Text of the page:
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Home » Public statements »

New York Times article hints at equal rights

[7 August 2013] – The New York Times recently published an article about stone-throwing Palestinian boys from Beit Ummar, a Palestinian village in the West Bank near Bethlehem (“In the West Bank Culture of Conflict, Boys Wield the Weapon at Hand” (4 August 2013)). The story vividly highlights how clashes erupt at friction points throughout the West Bank where Israeli settlements and infrastructure have been built in close proximity to Palestinian centres of population. However, there is one aspect of this issue that the New York Times article only hinted at which possibly deserves closer attention, not least because it touches upon some of the big issues soon to be discussed in the recently resuscitated peace talks.

When Israel encouraged its citizens to settle in the West Bank in 1967, it set in motion a chain of events that inevitably will have far reaching consequences based on a simple legal principle, namely, that no state is permitted to discriminate between those over whom it exercises penal jurisdiction based on race or nationality. This means that if a Palestinian child throws a stone at a child from a settlement, or visa versa, both children should be dealt with equally under the law. However, the reality in the West Bank is that Palestinian children accused of throwing stones are prosecuted in military courts, whereas their Israeli counterparts living in the settlement next door, are dealt with by Israel’s civilian juvenile justice system.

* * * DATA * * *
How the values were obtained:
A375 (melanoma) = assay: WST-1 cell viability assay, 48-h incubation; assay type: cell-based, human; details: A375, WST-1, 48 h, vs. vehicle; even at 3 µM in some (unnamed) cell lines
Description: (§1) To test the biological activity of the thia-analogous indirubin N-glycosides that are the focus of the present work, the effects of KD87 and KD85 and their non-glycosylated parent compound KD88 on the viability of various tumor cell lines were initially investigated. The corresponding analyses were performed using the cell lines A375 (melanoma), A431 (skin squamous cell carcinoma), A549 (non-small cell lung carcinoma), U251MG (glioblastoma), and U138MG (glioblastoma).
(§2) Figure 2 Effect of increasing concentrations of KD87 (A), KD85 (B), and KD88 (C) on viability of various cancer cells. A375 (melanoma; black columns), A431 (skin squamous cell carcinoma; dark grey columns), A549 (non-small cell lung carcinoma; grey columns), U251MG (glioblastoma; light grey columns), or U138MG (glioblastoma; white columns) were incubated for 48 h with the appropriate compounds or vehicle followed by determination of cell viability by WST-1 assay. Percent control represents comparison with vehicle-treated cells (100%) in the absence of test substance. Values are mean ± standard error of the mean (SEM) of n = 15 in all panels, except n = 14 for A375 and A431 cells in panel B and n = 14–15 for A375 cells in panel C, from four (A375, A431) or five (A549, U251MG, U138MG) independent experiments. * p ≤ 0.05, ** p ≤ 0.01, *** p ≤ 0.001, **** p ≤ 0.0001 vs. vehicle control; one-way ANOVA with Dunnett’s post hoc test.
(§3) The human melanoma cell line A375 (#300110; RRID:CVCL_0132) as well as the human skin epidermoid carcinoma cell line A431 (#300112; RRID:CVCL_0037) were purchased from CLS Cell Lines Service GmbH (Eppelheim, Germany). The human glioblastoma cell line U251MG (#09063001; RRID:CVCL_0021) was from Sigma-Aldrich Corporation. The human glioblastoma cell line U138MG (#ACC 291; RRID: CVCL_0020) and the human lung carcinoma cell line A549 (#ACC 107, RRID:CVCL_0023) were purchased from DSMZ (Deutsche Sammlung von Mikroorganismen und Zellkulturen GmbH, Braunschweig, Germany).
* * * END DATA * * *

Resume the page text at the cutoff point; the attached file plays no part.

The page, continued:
Not surprisingly, Israel’s civilian juvenile legal system has far greater rights and protections than its military counterpart, as the few examples below illustrate:
 
·      Israeli settler children cannot be interrogated at night, a Palestinian child can;
·      Israeli settler children can consult with a lawyer prior to questioning, a Palestinian child rarely does;
·      Israeli settler children are accompanied by a parent when questioned, a Palestinian child is not;
·      Israeli settler children see a judge within 12-24 hours, it is twice as long for a Palestinian child;
·      Israeli settler children can not be imprisoned if under 14, a 12-year-old Palestinian child can be; and
·      If convicted Israeli children stand a 6.5% chance of imprisonment, it is 90% for Palestinians.
 
The relevance of this institutionalised discrimination will be lost on few. If the current round of peace talks fail, the calls for equal treatment under the law for all inhabitants of the land between the Jordan River and the Mediterranean may reach a crescendo.
 
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Photo: Palestinian children in Ofer Military Court by Sylvie Le Clezio